After graduation, you were able to make regular payments on your student loans. Unfortunately, things took a turn and you had to change jobs. The 30 percent pay cut you took has made it difficult to keep up with your living expenses and your loan payments. You had to make a choice a between paying rent and paying on your student loans. Rent won out. Now, you are more than six months behind on your payments and the lender has started garnishing your wages.
Your circumstance is not uncommon. There are several situations that can result in wage garnishment. In addition to student loans, people that get behind on back tax payments, child support and personal loans are at risk of wage garnishment. Wage garnishment is a legal procedure that creditors can use to recoup outstanding loan payments. It is usually considered a fairly severe consequence, but it is possible to fight wage garnishment. An experienced attorney in the Memphis area can help you choose the best debt relief option for you.
When is wage garnishment legal?
In order for a lender to garnish your wages, it must schedule a meeting with the court. It is also a requirement that the lender notify you of the time, date and place of the hearing. In addition, the lender has to be able to prove to the court that you owe the money and that you have not made the required payments. If the court agrees with the lender's position, then it will issue an order to your employer to hold back a portion of your wages. Typically, your employer should have notified you in writing that the garnishment was about to begin.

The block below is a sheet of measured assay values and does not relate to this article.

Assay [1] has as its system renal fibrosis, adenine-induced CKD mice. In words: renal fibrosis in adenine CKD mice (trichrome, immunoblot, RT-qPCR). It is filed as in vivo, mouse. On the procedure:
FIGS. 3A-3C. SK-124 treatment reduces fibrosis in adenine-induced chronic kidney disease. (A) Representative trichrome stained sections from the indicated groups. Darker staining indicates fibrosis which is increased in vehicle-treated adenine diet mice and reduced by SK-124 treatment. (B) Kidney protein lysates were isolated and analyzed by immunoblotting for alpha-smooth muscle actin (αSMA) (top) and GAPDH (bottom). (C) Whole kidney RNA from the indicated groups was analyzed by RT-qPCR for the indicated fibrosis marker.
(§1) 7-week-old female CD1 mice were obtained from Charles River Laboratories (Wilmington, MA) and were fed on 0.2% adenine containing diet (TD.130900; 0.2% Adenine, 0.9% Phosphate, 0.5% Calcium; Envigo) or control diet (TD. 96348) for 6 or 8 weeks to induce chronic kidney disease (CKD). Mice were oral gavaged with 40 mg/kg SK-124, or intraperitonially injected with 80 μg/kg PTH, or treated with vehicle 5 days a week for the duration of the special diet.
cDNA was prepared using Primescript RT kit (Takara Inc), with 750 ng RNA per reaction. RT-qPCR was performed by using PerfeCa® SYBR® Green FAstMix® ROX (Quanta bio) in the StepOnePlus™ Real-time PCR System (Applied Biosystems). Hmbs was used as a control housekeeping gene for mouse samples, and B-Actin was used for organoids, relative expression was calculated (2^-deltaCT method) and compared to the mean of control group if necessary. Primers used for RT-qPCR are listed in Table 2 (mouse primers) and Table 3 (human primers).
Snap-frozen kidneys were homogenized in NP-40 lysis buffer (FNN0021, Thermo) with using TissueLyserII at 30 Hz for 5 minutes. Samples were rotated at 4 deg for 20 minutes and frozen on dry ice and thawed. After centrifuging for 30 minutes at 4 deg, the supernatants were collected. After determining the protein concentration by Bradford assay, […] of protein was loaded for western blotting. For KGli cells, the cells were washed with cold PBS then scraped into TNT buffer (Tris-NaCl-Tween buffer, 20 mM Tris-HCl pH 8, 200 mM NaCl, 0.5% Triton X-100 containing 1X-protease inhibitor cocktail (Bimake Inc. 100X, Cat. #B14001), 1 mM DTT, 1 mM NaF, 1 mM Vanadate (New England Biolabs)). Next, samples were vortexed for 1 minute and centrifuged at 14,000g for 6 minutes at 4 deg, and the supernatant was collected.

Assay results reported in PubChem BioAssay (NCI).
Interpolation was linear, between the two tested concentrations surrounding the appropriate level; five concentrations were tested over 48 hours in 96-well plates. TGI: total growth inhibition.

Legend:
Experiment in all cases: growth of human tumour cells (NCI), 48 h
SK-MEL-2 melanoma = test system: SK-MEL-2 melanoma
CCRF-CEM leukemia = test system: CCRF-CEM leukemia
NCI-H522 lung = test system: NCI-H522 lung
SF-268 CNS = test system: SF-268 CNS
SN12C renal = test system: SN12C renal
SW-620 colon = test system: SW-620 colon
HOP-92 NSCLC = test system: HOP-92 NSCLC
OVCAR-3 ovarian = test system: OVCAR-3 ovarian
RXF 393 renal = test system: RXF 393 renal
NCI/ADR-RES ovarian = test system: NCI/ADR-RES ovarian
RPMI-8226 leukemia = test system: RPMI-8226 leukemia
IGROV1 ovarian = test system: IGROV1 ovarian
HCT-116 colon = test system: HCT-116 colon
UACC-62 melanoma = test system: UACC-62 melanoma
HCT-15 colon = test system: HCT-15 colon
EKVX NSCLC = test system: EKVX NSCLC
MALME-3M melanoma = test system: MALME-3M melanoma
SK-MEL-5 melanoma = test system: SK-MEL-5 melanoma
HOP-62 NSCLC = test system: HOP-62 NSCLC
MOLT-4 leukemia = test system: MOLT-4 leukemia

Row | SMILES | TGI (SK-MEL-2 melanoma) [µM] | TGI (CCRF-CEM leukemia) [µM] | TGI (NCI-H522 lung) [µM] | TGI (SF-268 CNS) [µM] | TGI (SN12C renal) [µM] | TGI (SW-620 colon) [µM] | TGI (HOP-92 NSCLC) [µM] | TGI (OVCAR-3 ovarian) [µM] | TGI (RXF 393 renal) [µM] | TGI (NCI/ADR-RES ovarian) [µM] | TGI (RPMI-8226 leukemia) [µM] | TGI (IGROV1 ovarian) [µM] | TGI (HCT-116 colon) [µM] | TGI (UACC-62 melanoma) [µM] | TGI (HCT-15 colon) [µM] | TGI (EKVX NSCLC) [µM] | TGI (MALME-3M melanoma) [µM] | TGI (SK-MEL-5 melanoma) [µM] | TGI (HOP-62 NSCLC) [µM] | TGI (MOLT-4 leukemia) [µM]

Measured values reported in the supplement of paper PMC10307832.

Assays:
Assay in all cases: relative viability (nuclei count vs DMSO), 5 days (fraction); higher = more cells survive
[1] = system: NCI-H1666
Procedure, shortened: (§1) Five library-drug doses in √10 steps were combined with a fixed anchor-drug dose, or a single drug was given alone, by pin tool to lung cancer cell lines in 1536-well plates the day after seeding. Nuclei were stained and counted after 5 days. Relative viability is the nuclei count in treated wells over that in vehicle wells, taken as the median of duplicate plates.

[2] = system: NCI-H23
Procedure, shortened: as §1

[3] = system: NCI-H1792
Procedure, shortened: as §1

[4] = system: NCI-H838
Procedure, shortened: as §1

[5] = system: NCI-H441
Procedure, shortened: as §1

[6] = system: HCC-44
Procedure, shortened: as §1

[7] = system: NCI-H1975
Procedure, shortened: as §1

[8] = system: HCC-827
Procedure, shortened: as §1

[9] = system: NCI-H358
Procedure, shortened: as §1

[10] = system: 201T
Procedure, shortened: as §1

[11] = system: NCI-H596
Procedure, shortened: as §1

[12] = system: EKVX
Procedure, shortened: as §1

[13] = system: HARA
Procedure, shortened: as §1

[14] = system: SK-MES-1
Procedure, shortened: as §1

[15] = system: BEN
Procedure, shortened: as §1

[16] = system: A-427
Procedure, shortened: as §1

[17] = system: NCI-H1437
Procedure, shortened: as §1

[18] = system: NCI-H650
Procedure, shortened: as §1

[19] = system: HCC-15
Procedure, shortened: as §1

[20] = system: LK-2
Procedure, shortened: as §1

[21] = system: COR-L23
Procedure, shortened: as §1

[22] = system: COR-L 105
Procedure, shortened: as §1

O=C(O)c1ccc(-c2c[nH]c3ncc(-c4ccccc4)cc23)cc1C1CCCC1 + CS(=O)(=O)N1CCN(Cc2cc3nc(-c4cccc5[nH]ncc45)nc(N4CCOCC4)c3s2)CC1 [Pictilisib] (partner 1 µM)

In general, a garnishment will stay in place until the debt is paid off. However, there are protections in place to prevent you from becoming impoverished while you are repaying your student loans. There is a limit on how much the lender can garnish from your wages. According to the Consumer Credit Protection Act (CCPA), a garnishment from a federal court cannot be more than 25 percent of you disposable earnings per week. For people that owe on back child support, the garnishment can be as much as 60 percent of disposable income.
Unfortunately, the calculation of disposable income does not include your living expenses such as rent, groceries and health insurance.
Will I be fired from my job?
Another protection that you are entitled to is that your employer cannot fire you for having your wages garnished to repay a single debt. However, if your wages are garnished for two or more debts, you employer can fire you without violating the federal protection.
While the best way to avoid wage garnishment is to continue making your student payments on time and in full, sometimes circumstances are out of our control and it is not possible. If a lender is garnishing your wages to repay a student loan, it is important to understand your rights and options.